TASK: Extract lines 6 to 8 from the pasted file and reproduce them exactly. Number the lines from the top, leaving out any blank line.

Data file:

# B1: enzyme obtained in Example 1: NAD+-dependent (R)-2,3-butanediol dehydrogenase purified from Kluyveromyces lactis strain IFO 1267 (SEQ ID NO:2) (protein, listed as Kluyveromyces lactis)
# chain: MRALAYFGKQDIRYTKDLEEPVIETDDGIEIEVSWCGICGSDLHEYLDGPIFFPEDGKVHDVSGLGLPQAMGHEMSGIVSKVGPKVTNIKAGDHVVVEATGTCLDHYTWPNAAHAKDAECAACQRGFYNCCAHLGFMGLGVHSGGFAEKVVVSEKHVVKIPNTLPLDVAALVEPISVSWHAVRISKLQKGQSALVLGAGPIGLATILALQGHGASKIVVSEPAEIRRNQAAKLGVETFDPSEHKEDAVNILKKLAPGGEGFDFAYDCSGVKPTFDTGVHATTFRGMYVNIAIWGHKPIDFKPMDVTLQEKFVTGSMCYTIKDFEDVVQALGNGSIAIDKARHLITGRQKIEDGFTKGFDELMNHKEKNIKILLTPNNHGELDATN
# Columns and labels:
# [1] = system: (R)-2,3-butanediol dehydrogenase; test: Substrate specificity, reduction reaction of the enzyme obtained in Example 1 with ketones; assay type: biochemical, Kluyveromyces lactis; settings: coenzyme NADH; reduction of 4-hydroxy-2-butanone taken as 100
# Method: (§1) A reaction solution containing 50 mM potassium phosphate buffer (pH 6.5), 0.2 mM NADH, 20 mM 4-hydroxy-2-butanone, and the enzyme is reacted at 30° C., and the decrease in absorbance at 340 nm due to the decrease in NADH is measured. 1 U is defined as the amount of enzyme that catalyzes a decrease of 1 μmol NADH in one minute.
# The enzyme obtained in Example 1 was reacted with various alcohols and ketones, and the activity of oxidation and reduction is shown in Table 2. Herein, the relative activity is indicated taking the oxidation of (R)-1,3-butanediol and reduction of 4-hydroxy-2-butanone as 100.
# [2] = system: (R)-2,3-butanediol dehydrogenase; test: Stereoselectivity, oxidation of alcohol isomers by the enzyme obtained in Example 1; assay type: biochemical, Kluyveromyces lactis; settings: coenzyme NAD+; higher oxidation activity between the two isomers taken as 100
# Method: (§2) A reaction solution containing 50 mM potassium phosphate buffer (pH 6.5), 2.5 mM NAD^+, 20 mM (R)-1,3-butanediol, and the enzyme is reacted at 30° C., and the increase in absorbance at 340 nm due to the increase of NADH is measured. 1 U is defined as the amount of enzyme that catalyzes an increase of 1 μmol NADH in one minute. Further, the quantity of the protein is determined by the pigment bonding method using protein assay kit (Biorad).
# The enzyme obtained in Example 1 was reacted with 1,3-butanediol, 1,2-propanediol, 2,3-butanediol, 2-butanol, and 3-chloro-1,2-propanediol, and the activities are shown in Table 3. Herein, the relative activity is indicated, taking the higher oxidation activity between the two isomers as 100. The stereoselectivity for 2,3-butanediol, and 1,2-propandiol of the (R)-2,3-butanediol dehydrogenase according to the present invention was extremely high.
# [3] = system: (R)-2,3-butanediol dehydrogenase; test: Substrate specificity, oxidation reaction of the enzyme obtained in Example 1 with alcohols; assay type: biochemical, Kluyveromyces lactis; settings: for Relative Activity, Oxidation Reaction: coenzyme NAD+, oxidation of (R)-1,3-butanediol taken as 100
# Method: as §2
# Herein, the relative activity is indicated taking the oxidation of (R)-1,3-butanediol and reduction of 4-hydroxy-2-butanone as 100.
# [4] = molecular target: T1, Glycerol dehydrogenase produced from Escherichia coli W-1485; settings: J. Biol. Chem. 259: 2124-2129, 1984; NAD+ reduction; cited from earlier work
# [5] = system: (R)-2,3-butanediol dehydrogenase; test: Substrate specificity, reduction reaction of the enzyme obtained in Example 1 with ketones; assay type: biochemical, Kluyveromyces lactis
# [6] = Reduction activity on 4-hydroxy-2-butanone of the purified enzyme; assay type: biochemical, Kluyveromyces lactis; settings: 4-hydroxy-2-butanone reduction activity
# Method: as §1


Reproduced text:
# The enzyme obtained in Example 1 was reacted with various alcohols and ketones, and the activity of oxidation and reduction is shown in Table 2. Herein, the relative activity is indicated taking the oxidation of (R)-1,3-butanediol and reduction of 4-hydroxy-2-butanone as 100.
# [2] = system: (R)-2,3-butanediol dehydrogenase; test: Stereoselectivity, oxidation of alcohol isomers by the enzyme obtained in Example 1; assay type: biochemical, Kluyveromyces lactis; settings: coenzyme NAD+; higher oxidation activity between the two isomers taken as 100
# Method: (§2) A reaction solution containing 50 mM potassium phosphate buffer (pH 6.5), 2.5 mM NAD^+, 20 mM (R)-1,3-butanediol, and the enzyme is reacted at 30° C., and the increase in absorbance at 340 nm due to the increase of NADH is measured. 1 U is defined as the amount of enzyme that catalyzes an increase of 1 μmol NADH in one minute. Further, the quantity of the protein is determined by the pigment bonding method using protein assay kit (Biorad).